David Gill has emerged as the frontrunner to replace Brian Barwick as the FA chief executive.
The Manchester United chief executive is already a board member at the FA and would receive strong backing from many inside the organisation.
The vacancy comes following the news that Barwick will leave at the end of December after failing to resolve his differences with Lord Triesman, the Labour peer, who took over as FA chairman in January.
Barwick today said he hopes improved on-pitch behaviour will be the legacy of his time as FA chief executive.
Rather than take stock of an organisation that has always been viewed as ultra-conservative, Lord Triesman has whistled through Soho Square like a whirlwind.
Barwick has been uprooted by the storm and with key elements of his job changing almost weekly, both parties realised it would be impossible to maintain a long-term partnership, triggering last night's announcement, which came less than half an hour after England's tame draw with the Czech Republic.
If nothing else, at least Barwick could look on with pride as England's players kept their composure.
For, if the former TV executive has done nothing else - and in fairness he has done quite a lot - he has latched onto the desire to see a change in player behaviour, with his 'Respect' the referee campaign now in full flow.
"We have moved the organisation on leaps and bounds, and that is really important," he said.
"If I have a genuine legacy - and we were sitting in a big stadium last night - the Respect programme is very special to me.
"In this sort of job you have an opportunity to make a difference - and if I, in a very small way, improved behaviour on and off the pitch, that will do me."
Despite his background - or maybe because of it - Barwick has not craved contact with the press, which may mean his work will be viewed in a negative light.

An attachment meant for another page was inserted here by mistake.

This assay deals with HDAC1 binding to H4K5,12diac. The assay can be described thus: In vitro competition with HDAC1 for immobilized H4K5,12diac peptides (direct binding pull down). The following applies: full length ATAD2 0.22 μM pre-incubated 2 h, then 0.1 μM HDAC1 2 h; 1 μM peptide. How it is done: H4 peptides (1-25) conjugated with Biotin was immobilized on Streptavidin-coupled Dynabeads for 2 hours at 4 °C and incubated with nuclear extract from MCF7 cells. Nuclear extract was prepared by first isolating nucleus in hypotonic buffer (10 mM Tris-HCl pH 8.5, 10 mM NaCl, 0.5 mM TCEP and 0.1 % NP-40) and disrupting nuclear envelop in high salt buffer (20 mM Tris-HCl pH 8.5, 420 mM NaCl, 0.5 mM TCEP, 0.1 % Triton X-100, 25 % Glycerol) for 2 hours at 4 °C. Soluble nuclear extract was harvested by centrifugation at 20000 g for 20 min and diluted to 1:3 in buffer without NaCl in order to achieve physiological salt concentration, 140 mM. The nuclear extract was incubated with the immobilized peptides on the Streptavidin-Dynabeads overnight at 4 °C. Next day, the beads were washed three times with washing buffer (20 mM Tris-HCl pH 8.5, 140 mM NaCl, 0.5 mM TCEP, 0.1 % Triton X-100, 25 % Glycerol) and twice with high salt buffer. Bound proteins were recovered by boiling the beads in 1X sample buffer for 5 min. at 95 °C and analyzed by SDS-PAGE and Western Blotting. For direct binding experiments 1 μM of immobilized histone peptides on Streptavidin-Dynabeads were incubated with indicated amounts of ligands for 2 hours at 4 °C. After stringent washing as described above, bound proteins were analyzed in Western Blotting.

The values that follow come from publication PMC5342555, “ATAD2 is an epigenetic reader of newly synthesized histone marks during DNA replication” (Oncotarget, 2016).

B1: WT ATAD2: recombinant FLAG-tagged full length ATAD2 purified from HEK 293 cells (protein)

However, his list of credits is extensive. Wembley, Respect, record TV deals, the National Football Centre in Burton, improved coaching at junior levels. Barwick can take some of the plaudits for all these developments.
For many though, the FA is about England. And on that score, Barwick gets a big cross against his name.
Replacing Sven-Goran Eriksson was a disaster. First Barwick publicly courted Luiz Felipe Scolari, believing he had got his man before he was humiliatingly rejected.
Few believed his eventual statement that Steve McClaren was the number one choice. And what a disaster McClaren's appointment proved to be anyway.
Then, in accepting the lack of a suitable home-grown candidate, Barwick went for Fabio Capello to guide England to the 2010 World Cup in South Africa.
Now, it would be unwise, unjust and downright stupid to judge the Italian on the basis of five friendly games, especially as four wins from four competitive matches before Barwick departs will put England in pole position to go through, but a feeling is starting to grow that Capello, paid a salary commensurate with his vast CV, may not have all the answers after all.
And that may be how Barwick is eventually viewed, getting all the important decisions right, only to botch the main one.
Still, unlike Graham Kelly, Adam Crozier and Mark Palios he will not leave with either his reputation or that of the FA tainted by scandal.
"It is obviously time for a new chapter at the Football Association," he told Sky Sports News.
"I only wish it well. It is a terrific place, full of terrific people."
The FA's chief operating officer Alex Horne would appear to be in pole position to take on the job as many of Barwick's functions have been passed to him already.
But, with boos ringing out around Wembley for last night's dismal display, Capello must acknowledge it is Lord Triesman who needs to be impressed by the team he puts out, not the man who announced his arrival last December.
"It is not my job, it is the decision of the board," said Capello, when asked for his reaction to Barwick's exit.
"I am a friend of Brian and the chairman."
It is probably just as well.